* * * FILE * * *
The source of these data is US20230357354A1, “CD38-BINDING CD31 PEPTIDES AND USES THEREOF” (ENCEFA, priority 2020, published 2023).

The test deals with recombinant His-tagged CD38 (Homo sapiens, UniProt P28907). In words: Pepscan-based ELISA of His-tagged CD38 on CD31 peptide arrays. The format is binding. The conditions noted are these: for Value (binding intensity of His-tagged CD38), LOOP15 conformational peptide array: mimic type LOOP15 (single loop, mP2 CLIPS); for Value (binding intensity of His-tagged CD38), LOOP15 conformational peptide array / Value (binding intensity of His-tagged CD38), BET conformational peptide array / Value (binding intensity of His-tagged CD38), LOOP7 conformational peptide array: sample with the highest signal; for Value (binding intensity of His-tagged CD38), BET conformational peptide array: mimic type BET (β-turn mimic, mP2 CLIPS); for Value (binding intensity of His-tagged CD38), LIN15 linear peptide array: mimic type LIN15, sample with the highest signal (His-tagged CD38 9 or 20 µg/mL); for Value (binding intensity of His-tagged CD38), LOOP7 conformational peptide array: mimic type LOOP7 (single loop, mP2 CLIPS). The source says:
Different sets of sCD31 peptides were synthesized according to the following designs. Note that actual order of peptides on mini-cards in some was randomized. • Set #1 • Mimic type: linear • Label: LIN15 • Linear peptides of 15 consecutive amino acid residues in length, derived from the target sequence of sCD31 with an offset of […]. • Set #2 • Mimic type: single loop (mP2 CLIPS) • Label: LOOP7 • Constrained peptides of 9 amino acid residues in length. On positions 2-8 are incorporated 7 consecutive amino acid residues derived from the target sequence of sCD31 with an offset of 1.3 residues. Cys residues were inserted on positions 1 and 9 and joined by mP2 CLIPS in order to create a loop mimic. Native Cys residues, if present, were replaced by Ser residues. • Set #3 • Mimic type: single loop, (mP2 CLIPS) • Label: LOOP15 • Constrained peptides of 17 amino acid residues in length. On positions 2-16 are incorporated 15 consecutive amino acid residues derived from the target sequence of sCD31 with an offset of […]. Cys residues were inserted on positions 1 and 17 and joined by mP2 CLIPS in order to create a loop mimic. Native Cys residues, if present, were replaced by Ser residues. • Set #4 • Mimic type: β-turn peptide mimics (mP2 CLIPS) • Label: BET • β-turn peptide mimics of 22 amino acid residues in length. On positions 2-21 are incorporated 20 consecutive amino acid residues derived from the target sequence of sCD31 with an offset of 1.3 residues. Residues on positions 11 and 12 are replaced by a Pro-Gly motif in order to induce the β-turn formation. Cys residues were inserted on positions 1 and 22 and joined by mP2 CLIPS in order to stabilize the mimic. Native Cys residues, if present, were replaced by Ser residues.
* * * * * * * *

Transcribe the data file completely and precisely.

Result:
The source of these data is US20230357354A1, “CD38-BINDING CD31 PEPTIDES AND USES THEREOF” (ENCEFA, priority 2020, published 2023).

The test deals with recombinant His-tagged CD38 (Homo sapiens, UniProt P28907). In words: Pepscan-based ELISA of His-tagged CD38 on CD31 peptide arrays. The format is binding. The conditions noted are these: for Value (binding intensity of His-tagged CD38), LOOP15 conformational peptide array: mimic type LOOP15 (single loop, mP2 CLIPS); for Value (binding intensity of His-tagged CD38), LOOP15 conformational peptide array / Value (binding intensity of His-tagged CD38), BET conformational peptide array / Value (binding intensity of His-tagged CD38), LOOP7 conformational peptide array: sample with the highest signal; for Value (binding intensity of His-tagged CD38), BET conformational peptide array: mimic type BET (β-turn mimic, mP2 CLIPS); for Value (binding intensity of His-tagged CD38), LIN15 linear peptide array: mimic type LIN15, sample with the highest signal (His-tagged CD38 9 or 20 µg/mL); for Value (binding intensity of His-tagged CD38), LOOP7 conformational peptide array: mimic type LOOP7 (single loop, mP2 CLIPS). The source says:
Different sets of sCD31 peptides were synthesized according to the following designs. Note that actual order of peptides on mini-cards in some was randomized. • Set #1 • Mimic type: linear • Label: LIN15 • Linear peptides of 15 consecutive amino acid residues in length, derived from the target sequence of sCD31 with an offset of […]. • Set #2 • Mimic type: single loop (mP2 CLIPS) • Label: LOOP7 • Constrained peptides of 9 amino acid residues in length. On positions 2-8 are incorporated 7 consecutive amino acid residues derived from the target sequence of sCD31 with an offset of 1.3 residues. Cys residues were inserted on positions 1 and 9 and joined by mP2 CLIPS in order to create a loop mimic. Native Cys residues, if present, were replaced by Ser residues. • Set #3 • Mimic type: single loop, (mP2 CLIPS) • Label: LOOP15 • Constrained peptides of 17 amino acid residues in length. On positions 2-16 are incorporated 15 consecutive amino acid residues derived from the target sequence of sCD31 with an offset of […]. Cys residues were inserted on positions 1 and 17 and joined by mP2 CLIPS in order to create a loop mimic. Native Cys residues, if present, were replaced by Ser residues. • Set #4 • Mimic type: β-turn peptide mimics (mP2 CLIPS) • Label: BET • β-turn peptide mimics of 22 amino acid residues in length. On positions 2-21 are incorporated 20 consecutive amino acid residues derived from the target sequence of sCD31 with an offset of 1.3 residues. Residues on positions 11 and 12 are replaced by a Pro-Gly motif in order to induce the β-turn formation. Cys residues were inserted on positions 1 and 22 and joined by mP2 CLIPS in order to stabilize the mimic. Native Cys residues, if present, were replaced by Ser residues.